After months of Russian blockade, THE FIRST Ukrainian grain ship departs from Odesa. Jennifer Kakissis
Expand this picture Getty Images/Olekandr Gimanov Ukraine’s ODESA For the first time since Russia’s invasion on February 24, a cargo ship carrying 26,000 tons of Ukrainian corn departed the nation’s main port on Monday.
The achievement follows agreements that the UN and Turkey struck on July 22 with Russia and Ukraine to reopen Ukrainian Black Sea ports and resume grain, cooking oil, and fertilizer exports. In order to solve the growing global food scarcity, the U.N. had pressed for a settlement.
A BIT OF GOOD NEWS IS PROVIDED BY UKRAINE AMIDST A GLOBAL FOOD SHORTAGE Oleksandr Kubrakov, the minister of Ukraine’s infrastructure, recorded the ship, the Razoni, as it sailed away and hailed the U.N. agreement as “a major victory for delivering world food security.” In a few weeks, Ukrainian ports would be operating at full capacity, he claimed on Facebook.
Expand this picture NPR/Joanna Kakissis Dmitry Peskov, a spokesman for the Kremlin, also mentioned the ship’s departure and described it as “extremely encouraging.” In order to export its grain and fertilizer, which are still prohibited by Western financial and transportation sanctions, Russia struck a separate arrangement with Turkey.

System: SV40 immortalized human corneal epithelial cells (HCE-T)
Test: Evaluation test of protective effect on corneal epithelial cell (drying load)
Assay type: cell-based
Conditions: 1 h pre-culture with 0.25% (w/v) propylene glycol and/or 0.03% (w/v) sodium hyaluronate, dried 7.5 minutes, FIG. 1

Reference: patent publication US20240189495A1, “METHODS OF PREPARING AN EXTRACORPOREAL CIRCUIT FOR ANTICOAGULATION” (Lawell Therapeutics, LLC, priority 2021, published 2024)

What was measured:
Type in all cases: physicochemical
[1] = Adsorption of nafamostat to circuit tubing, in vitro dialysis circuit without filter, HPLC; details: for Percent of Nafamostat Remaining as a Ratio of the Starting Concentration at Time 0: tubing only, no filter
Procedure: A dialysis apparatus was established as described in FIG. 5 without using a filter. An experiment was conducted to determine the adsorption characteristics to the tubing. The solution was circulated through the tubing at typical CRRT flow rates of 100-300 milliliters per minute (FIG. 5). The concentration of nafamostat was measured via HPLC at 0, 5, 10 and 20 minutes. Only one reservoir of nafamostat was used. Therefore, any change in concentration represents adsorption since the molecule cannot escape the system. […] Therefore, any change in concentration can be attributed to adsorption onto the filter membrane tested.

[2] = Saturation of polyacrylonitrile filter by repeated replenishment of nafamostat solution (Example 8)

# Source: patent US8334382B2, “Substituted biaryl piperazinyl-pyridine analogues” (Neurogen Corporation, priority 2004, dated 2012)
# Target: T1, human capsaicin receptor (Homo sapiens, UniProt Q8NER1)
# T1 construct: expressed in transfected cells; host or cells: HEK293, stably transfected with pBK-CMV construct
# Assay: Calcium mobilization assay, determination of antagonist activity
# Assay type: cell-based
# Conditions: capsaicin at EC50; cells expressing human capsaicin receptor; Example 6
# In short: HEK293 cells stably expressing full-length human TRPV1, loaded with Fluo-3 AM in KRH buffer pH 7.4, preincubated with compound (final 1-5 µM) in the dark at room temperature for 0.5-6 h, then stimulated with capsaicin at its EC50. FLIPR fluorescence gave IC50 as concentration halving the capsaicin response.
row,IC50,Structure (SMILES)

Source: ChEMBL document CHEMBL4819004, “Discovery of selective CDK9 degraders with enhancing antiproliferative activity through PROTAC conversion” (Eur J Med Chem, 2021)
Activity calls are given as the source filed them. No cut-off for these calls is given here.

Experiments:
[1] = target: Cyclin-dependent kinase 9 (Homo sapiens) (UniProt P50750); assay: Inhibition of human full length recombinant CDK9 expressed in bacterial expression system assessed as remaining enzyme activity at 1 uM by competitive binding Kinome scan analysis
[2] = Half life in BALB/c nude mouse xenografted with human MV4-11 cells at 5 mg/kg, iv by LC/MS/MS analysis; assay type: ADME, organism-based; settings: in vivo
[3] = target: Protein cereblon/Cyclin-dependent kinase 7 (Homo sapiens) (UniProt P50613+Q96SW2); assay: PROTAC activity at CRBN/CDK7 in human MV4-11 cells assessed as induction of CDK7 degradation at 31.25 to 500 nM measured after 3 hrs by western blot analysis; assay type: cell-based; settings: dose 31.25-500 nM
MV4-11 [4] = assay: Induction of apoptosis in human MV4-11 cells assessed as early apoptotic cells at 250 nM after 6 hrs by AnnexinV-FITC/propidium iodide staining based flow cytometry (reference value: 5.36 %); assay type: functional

EUROPE For the Ukrainian economy to avoid collapsing, this agreement must succeed.
According to Alla Stoyanova, director of agriculture for the Odesa region, “Ukraine used to earn 45 percent of its general income from the agriculture sector.” “Almost every other sector has collapsed since the Russian invasion. So, now, agricultural exports are our currency, our economy, and our way of life.”
Expand this picture NPR/Joanna Kakissis It’s important to keep exports moving forward. Despite the fighting, farmers continue to labor in their fields, occasionally donning helmets and bulletproof vests. There isn’t enough room to keep the crops anymore. They cannot afford to sow the crop for the following year.
EUROPE GRAIN LEAVES THE PORT IN UKRAINE AND CALLS GROW FOR A QUESTIONING OF POWS’ DEATHS Viacheslav Nevmerzhytskyi, who cultivates wheat and sunflowers close to the Pivdennyi port, not far from Odesa, expresses concern that the Russians might even bomb the ships carrying Ukrainian goods and then try to pin it on Ukraine.
Unless there are significant security guarantees, such as NATO manning the ports, he claims, “I don’t see this maritime corridor lasting until the new year.”
Expand this picture NPR/Joanna Kakissis Since the grain export agreements were struck, Russia has frequently shelled the Odesa port and surrounding area. While this is going on, experts from the Ukrainian military are demining the area close to the ship lanes.
At Ukrainian ports, which are now governed by the military, security is already strict.
At least 68 ships, according to Dmytro Barinov, deputy head of Ukraine’s Seaport Authority, are still stranded in its Black Sea ports. The majority are packed with grain.
Some of them keep loading, he says. “They’re waiting for these passageways to function so they can leave, possibly in a kind of seaside caravan.”
From Odesa, Hanna Palamarenko and Pavel Zilinskiy provided reporting.